I'm going to cry and be moody. I'm going to be that way because I'm having to give up my stress coping mechanism. It's not you, It's me. 
If you see me eating something "Bad" don't chide me, Maybe I've budgeted my whole day for that as a treat. If you see me eating it for a whole week, then chide me. don't tell me, carrots, diet soda, Sugar-free gum, water, rice cakes, don't tell me to try substitutions, I've probably Tried everything, I've been on diets off and on since I was 15. I can almost guarantee I've been doing this longer than you. 

I know, I need to burn more calories than I take in. 
I know everything I need to do. But it's like an alcoholic looking at a bottle, or a junkie looking at a hit when I look at a menu. 
The difference is my addiction will kill me slower than theirs. 

carmillamurray: (Default)
 But don't think for one second that I am one of them. 



I'm seriously starting to think this would be an awesome Tattoo. 

This is mostly a gratuitous icon post... 

Even Benny is sad for the Wait. 
carmillamurray: (Sherlock)
And it was ridonkulously cheap on Amazon when you paired it with the preorder of season 2 I ordered the DVD of season one of Sherlock. Which includes bonus stuff. (what I was hoping for. If It had just been the episodes I would have probably pitched over it to my mom/dad, mom who likes the show but doesn't do the internet and digital media, dad just doesn't buy anything.) 

Other than commentary tracks...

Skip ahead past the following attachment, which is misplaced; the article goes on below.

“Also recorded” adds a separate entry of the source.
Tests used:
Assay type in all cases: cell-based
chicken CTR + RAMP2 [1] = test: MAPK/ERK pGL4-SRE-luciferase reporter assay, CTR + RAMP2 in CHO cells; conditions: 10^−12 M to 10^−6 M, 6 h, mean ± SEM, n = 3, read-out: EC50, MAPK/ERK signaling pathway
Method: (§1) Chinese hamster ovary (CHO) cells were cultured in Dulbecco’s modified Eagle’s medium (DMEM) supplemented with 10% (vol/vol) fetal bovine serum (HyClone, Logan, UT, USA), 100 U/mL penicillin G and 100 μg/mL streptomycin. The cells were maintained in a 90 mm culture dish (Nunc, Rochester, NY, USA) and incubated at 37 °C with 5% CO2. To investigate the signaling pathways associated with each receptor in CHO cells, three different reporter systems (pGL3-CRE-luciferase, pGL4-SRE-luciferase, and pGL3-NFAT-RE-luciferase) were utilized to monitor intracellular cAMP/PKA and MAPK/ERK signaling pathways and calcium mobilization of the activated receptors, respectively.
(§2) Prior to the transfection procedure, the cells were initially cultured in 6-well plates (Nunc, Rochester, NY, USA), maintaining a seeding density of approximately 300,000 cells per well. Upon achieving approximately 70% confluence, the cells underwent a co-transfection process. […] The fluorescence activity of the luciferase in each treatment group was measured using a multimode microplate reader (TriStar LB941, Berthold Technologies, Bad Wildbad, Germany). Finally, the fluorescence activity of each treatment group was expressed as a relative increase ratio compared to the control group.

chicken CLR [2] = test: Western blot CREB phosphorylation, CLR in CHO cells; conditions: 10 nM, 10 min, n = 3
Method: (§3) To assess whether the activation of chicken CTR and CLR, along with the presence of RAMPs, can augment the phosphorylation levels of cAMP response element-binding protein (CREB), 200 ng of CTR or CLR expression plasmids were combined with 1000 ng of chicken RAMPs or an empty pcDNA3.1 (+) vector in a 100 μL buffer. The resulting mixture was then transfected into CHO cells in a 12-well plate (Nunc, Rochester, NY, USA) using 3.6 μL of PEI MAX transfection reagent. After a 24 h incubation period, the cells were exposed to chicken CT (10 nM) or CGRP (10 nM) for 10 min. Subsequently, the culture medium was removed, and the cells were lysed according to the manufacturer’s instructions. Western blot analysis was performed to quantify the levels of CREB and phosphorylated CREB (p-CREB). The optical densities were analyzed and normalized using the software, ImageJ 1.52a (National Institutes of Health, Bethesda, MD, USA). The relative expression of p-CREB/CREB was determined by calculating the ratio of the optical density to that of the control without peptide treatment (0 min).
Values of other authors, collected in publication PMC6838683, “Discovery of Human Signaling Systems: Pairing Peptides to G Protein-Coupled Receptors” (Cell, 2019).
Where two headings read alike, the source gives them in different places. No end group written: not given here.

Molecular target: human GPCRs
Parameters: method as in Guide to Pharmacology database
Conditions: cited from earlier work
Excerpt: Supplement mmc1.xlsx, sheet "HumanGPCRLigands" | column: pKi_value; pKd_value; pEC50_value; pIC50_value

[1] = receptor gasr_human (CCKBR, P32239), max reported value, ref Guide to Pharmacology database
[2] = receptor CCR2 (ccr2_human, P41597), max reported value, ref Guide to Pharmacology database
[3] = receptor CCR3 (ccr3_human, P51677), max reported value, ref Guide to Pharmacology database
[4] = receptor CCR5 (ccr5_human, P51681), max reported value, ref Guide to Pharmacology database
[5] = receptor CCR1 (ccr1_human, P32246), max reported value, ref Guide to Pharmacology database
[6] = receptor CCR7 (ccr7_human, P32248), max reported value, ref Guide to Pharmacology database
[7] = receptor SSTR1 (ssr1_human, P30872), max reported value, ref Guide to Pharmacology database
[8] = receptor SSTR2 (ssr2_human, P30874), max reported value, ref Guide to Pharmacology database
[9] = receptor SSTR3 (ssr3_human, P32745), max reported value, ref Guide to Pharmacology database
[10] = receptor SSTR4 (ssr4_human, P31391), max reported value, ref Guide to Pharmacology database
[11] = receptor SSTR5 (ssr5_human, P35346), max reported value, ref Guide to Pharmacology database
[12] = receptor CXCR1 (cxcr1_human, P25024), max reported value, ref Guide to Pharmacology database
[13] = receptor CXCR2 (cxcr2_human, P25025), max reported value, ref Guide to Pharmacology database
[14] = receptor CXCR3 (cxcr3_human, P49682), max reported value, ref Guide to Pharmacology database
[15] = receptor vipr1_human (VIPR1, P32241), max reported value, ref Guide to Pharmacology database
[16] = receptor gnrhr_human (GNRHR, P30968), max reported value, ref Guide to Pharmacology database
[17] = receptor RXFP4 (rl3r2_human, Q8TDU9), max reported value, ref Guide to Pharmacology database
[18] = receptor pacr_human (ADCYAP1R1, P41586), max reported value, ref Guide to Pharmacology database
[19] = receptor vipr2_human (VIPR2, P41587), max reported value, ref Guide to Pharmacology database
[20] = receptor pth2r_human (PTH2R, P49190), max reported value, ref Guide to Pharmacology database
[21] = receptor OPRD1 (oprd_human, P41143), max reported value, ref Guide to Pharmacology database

Probably the best thing on there is the "pilot episode" a 1 hour version of a "Study In Pink." 
As a writer  it's wonderful to watch because it becomes clear, the lines that worked, were the lines that WORKED from day one, the lines that weren't quite right were changed, and  the pacing was changed as needed too. 

Plus it had this weird feeling like being a fan film, only starring (almost) all the real people. 

And playing drunk Sherlock is cute... 
carmillamurray: (Default)
 Where when my brain isn't on motorcycles, I have my strange compulsion to be all girly* and wear dresses.  I am currently coveting a couple of loose floaty summery hippie type dresses from Torrid.

Though there is one that while very much a summer dress, would not be loose floaty and  hippie dress. it's a fat girl equivalent to an Irene Adler dress. And apparently I broke torrid.com so I can't show it to you. (ooh website fixed its self.)

I also want this, and this and this


*Please note this is a relative term for me. "all girly" means it's not pants, usually not All black, and genuinely no way it'd be anything other than a female garment.**

** I just realized... I should totally buy myself a utilikilt. 
carmillamurray: (Default)
Moffat and Gatiss, can we go back to funny sexy Sherlock?

Scary Sherlock is scary... 

Seriously SHIT yourself scary. 
carmillamurray: (Default)
 I should be doing script edits... But I'm now terrified of breaking it. "But but it's awesome right now and changing the opening location changes Beats and I know how the beats work when they're contained in one building..."
carmillamurray: (Default)
 crap... I've got two serial killers just sitting and talking in front of me. 
 
#writer-problems-are-weirder-than-even-1st-world-problems
carmillamurray: (Default)
Every once in a while the odds I am facing of "success" are presented to me...

And

I

Panic.

But every once in awhile those figures are presented with the reminder that "success" has innumerable meanings, and it is solely on me to fight for it.



****

In a completely unrelated matter, I figured out that Benedict Cumberbatch would be the perfect person to play this character I'm writing... 
carmillamurray: (Default)
 Yes, 

You're trying to write a happy ending for "Silent Running." No you won't be able to do it. The five year old who was first made to watch that should let go and let the grownupish brain write the dark stories. 

"And then Freeman Lowell Got a pony.... the end."